This is the most recent speech I can find by a Numenta employee regarding the HTM technology. In it, Subutai Ahmad goes through the basics of Hawkins' theory, and outlines how it is currently being implemented in software. A couple of interesting tidbits from it: Ahmad mentioned that Numenta is currently creating its third generation of algorithms. He also mentioned that Numenta plans in 2010 to release a Prediction toolkit (on the heels of its recent release of the Vision toolkit). The vision toolkit allows individuals without any programming skill to create a working computer vision system that can recognize objects in grayscale images. The second generation of algorithms are what allowed the technology to advance to allow such an application. I anticipate that the release of the Prediction toolkit will accelerate the race toward many commercial applications of the HTM technology.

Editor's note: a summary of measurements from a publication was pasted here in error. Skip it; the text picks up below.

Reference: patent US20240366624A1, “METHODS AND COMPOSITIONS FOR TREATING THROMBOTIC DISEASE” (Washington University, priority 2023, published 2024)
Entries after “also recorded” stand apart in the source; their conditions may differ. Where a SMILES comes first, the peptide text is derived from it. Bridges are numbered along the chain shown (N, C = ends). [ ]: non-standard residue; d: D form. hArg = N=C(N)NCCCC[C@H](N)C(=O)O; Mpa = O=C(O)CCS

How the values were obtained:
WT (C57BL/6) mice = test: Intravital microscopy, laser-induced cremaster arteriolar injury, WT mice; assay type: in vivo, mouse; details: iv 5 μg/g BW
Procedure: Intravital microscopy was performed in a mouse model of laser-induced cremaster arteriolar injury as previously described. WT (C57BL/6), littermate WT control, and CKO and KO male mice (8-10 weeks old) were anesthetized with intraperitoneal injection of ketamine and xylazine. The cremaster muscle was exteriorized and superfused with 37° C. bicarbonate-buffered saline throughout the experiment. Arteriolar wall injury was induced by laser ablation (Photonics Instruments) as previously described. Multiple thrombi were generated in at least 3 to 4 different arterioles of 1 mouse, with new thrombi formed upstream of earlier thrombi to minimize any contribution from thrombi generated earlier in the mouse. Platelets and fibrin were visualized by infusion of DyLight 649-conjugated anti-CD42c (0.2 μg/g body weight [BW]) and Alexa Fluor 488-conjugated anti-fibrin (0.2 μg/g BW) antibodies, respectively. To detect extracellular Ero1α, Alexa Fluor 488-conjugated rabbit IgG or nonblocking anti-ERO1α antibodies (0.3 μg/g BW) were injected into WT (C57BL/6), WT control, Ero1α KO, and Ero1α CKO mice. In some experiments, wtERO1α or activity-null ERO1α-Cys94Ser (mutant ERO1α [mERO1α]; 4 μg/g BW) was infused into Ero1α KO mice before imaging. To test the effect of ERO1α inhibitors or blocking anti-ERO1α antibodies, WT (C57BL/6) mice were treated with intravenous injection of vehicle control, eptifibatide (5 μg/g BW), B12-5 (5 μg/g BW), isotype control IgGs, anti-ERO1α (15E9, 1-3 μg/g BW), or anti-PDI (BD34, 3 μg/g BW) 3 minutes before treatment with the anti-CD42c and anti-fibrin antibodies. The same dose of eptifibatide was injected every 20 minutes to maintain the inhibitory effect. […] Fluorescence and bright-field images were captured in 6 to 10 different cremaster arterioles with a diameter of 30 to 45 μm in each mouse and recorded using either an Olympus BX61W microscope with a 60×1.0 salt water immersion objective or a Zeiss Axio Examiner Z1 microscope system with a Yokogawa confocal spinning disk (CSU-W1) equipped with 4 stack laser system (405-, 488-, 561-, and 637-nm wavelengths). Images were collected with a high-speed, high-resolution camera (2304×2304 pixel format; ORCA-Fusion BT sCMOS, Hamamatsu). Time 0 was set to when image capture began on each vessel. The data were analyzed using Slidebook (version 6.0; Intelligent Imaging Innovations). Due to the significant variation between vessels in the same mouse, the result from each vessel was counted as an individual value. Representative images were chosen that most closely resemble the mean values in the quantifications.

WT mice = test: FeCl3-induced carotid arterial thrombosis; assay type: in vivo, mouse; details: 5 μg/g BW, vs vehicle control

As anyone who read Hawkins' book knows, he argues in it that prediction is the essence of higher intelligence. The ability to predict the future by way of the human neocortex is what separates us from animals such as dogs and cats. The heart of the theory is that columns of neurons in our brains are continuously looking for patterns in the sensory data presented to them. Patterns that follow each other in time (sequences of patterns) are stored for later use. Predictive abilities rise in the brain due to its ability to recognize that it is in a sequence that it has seen before (i.e. when you are walking down the hall of your home, your brain predicts that you will shortly enter your kitchen). The second generation of HTM algorithms only implemented predictive capabilities in a very, very limited way. Presumably, the third generation of algorithms will allow for broad predictive capabilities in Numenta's software. Ahmad demonstrated one interesting prediction application using HTM. Working with a well known financial publication, Numenta stored thousands of sequences in its HTM hierarchy showing the click patterns for users of the publication's website. The idea was to see if the HTM software could predict what topic a user would click on next, given the history of which articles the user had previously clicked on. While random chance would provide less than 1% accuracy (there were nearly 200 topics to choose from), the software predicted with 45% accuracy which topics users would click on next. This is but one example of how HTM will allow for tremendously useful web traffic analysis.